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Hong Kong localism and independence

Residents identifying as ‘Hongkongese’ believe city’s high degree of autonomy under threat

About two-thirds of that group regarded mainland government as biggest threat to city according to survey, while 30 per cent of all respondents were prepared to join localist social activism

PUBLISHED : Tuesday, 27 December, 2016, 11:30pm
UPDATED : Wednesday, 28 December, 2016, 3:04pm

More people who identify themselves as “Hongkongese” believe the city’s high degree of autonomy is under threat compared to those who consider themselves “Chinese” or a mix of the two ­labels, according to a survey.

About two-thirds of the former group also regard the government on the mainland as the biggest threat, followed by the city’s government and then the central government’s liaison office.

Dr Brian Fong Chi-hang, associate director of the academy of Hong Kong studies at the Education University, randomly polled 1,011 people with the help of the public opinion programme at the University of Hong Kong.

Asked to rank the importance of a high degree of autonomy from one to 10, respondents scored an average of 8.1, but those who identified themselves as “Hongkongese” scored a slightly higher 8.23.

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About 81 per cent of “Hongkongese” felt the city’s high ­degree of autonomy was under threat, while only 37 per cent of those who called themselves “Chinese” and 53 per cent of those who chose a mix of the two labels felt the same way.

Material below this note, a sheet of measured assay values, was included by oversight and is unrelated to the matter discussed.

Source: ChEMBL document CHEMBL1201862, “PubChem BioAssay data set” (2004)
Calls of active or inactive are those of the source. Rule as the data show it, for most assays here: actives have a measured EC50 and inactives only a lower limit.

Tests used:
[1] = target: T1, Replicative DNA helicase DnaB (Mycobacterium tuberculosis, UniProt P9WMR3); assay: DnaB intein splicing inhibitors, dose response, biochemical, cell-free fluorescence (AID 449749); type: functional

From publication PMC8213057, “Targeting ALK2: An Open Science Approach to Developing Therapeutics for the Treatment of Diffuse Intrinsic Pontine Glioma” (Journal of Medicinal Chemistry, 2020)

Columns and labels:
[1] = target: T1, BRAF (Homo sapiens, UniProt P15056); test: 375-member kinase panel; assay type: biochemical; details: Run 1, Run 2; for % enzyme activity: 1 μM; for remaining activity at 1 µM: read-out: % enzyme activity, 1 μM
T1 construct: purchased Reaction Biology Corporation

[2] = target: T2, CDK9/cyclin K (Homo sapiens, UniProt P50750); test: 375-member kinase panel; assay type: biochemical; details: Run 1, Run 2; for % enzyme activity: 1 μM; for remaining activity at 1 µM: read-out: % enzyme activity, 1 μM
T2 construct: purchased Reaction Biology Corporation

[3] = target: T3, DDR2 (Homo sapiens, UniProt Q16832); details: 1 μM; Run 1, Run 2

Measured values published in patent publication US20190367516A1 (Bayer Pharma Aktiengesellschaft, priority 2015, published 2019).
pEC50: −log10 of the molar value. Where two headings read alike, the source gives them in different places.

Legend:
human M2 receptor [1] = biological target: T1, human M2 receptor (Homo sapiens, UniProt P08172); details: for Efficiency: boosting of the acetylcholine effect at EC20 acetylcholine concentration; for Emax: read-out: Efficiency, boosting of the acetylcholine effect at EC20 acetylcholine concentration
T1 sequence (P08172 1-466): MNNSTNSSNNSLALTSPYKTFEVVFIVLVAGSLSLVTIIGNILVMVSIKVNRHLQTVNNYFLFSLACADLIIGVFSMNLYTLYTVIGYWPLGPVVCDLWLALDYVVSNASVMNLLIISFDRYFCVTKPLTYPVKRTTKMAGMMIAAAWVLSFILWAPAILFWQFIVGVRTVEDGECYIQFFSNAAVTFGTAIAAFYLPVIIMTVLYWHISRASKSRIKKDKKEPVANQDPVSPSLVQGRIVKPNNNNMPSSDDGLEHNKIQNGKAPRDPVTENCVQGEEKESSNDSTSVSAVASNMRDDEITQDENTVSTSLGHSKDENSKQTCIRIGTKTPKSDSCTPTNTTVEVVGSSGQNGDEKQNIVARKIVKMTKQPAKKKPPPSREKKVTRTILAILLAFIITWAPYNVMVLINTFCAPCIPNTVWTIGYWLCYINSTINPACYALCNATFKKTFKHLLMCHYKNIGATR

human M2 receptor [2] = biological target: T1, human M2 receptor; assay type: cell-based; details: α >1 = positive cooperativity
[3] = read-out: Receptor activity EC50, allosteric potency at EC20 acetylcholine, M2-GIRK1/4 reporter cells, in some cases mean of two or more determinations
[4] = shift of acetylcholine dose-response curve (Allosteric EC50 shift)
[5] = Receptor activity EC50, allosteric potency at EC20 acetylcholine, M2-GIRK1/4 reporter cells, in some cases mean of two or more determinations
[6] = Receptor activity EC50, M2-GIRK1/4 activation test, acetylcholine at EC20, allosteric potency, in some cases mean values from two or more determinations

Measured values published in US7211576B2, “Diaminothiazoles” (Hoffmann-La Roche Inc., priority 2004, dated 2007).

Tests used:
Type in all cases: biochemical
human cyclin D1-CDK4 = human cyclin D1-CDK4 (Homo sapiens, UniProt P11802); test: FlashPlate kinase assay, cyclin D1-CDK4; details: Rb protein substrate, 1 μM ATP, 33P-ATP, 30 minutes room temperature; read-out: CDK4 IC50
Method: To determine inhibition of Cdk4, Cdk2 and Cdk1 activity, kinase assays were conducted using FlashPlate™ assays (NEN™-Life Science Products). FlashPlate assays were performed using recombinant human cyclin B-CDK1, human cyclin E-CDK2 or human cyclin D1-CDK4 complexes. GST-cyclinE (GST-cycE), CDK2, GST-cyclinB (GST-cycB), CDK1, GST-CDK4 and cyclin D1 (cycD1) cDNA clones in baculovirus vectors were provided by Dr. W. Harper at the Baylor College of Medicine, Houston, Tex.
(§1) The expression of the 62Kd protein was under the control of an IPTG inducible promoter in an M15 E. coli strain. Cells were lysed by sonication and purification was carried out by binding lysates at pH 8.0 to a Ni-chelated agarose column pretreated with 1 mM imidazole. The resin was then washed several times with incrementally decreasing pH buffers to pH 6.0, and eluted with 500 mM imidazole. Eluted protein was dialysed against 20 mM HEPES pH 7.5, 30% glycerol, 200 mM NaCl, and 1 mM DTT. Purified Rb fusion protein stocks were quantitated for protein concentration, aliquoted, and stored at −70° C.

Some 30 per cent of all respondents said they were prepared to join localist social activism.

Disappointment with China and in turn, rejection, are the ­basic foundations of the so-called localist ideology
Brian Fong, Education University

The results, to be published in the academic journal Modern China next month, were partially unveiled at a discussion forum ­organised by university students on Tuesday entitled “The Way Forward: Hongkongers’ Identity, ‘Autonomy’ and ‘Independence’”.

Also speaking on the forum panel were pro-Beijing lawmaker Priscilla Leung Mei-fun and ­Demosisto member and activist Joshua Wong Chi-fung.

Fong said the findings suggested that the rise of localism was a result of an “expression of resistance” to encroachment from the mainland in local politics, rather than an outright demand for ­independence.

“Disappointment with China and in turn, rejection, are the ­basic foundations of the so-called localist ideology,” he said.

Wong said many of the city’s youth had lost faith in the “one country, two systems” policy.

But Leung said doing things to irk ­Beijing would only exacerbate problems. Wong, citing the example of Macau, argued however that ­doing less would not bring about more democracy.